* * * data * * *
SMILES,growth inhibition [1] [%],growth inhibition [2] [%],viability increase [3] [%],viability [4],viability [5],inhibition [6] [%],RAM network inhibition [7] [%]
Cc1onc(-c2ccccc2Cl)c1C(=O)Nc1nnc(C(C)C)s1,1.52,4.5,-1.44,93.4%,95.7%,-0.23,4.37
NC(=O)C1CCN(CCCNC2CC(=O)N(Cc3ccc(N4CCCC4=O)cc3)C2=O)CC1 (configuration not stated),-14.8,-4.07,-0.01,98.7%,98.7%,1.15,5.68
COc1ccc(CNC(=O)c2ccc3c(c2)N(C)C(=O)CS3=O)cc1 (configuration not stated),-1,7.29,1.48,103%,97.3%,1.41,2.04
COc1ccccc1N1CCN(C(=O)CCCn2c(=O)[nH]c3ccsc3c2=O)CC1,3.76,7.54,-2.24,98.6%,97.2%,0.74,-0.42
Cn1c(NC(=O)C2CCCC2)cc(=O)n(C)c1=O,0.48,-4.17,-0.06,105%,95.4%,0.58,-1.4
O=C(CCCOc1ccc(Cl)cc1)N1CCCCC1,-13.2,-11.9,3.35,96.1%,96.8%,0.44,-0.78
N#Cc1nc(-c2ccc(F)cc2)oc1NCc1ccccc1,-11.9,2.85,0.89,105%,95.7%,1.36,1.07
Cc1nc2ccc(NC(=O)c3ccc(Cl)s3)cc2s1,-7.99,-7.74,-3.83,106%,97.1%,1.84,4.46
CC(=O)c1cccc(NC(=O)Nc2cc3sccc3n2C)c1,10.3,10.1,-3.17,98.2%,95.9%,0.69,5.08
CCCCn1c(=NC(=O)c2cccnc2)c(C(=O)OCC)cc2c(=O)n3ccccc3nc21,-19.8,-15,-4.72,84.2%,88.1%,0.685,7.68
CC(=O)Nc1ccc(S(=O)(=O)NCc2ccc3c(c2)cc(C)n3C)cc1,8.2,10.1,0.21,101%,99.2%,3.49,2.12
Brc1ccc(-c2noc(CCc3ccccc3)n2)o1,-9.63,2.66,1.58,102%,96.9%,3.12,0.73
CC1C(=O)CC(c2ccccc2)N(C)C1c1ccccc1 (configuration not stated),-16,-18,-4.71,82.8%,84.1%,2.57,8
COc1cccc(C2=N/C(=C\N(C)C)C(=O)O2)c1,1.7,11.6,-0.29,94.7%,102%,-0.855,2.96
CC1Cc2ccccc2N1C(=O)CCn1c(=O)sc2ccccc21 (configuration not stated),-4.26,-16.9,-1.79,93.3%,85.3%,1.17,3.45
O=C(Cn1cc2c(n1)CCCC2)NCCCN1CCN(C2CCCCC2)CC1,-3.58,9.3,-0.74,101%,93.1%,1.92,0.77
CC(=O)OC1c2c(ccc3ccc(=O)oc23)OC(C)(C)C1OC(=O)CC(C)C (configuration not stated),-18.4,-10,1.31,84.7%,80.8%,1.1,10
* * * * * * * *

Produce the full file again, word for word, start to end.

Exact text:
SMILES,growth inhibition [1] [%],growth inhibition [2] [%],viability increase [3] [%],viability [4],viability [5],inhibition [6] [%],RAM network inhibition [7] [%]
Cc1onc(-c2ccccc2Cl)c1C(=O)Nc1nnc(C(C)C)s1,1.52,4.5,-1.44,93.4%,95.7%,-0.23,4.37
NC(=O)C1CCN(CCCNC2CC(=O)N(Cc3ccc(N4CCCC4=O)cc3)C2=O)CC1 (configuration not stated),-14.8,-4.07,-0.01,98.7%,98.7%,1.15,5.68
COc1ccc(CNC(=O)c2ccc3c(c2)N(C)C(=O)CS3=O)cc1 (configuration not stated),-1,7.29,1.48,103%,97.3%,1.41,2.04
COc1ccccc1N1CCN(C(=O)CCCn2c(=O)[nH]c3ccsc3c2=O)CC1,3.76,7.54,-2.24,98.6%,97.2%,0.74,-0.42
Cn1c(NC(=O)C2CCCC2)cc(=O)n(C)c1=O,0.48,-4.17,-0.06,105%,95.4%,0.58,-1.4
O=C(CCCOc1ccc(Cl)cc1)N1CCCCC1,-13.2,-11.9,3.35,96.1%,96.8%,0.44,-0.78
N#Cc1nc(-c2ccc(F)cc2)oc1NCc1ccccc1,-11.9,2.85,0.89,105%,95.7%,1.36,1.07
Cc1nc2ccc(NC(=O)c3ccc(Cl)s3)cc2s1,-7.99,-7.74,-3.83,106%,97.1%,1.84,4.46
CC(=O)c1cccc(NC(=O)Nc2cc3sccc3n2C)c1,10.3,10.1,-3.17,98.2%,95.9%,0.69,5.08
CCCCn1c(=NC(=O)c2cccnc2)c(C(=O)OCC)cc2c(=O)n3ccccc3nc21,-19.8,-15,-4.72,84.2%,88.1%,0.685,7.68
CC(=O)Nc1ccc(S(=O)(=O)NCc2ccc3c(c2)cc(C)n3C)cc1,8.2,10.1,0.21,101%,99.2%,3.49,2.12
Brc1ccc(-c2noc(CCc3ccccc3)n2)o1,-9.63,2.66,1.58,102%,96.9%,3.12,0.73
CC1C(=O)CC(c2ccccc2)N(C)C1c1ccccc1 (configuration not stated),-16,-18,-4.71,82.8%,84.1%,2.57,8
COc1cccc(C2=N/C(=C\N(C)C)C(=O)O2)c1,1.7,11.6,-0.29,94.7%,102%,-0.855,2.96
CC1Cc2ccccc2N1C(=O)CCn1c(=O)sc2ccccc21 (configuration not stated),-4.26,-16.9,-1.79,93.3%,85.3%,1.17,3.45
O=C(Cn1cc2c(n1)CCCC2)NCCCN1CCN(C2CCCCC2)CC1,-3.58,9.3,-0.74,101%,93.1%,1.92,0.77
CC(=O)OC1c2c(ccc3ccc(=O)oc23)OC(C)(C)C1OC(=O)CC(C)C (configuration not stated),-18.4,-10,1.31,84.7%,80.8%,1.1,10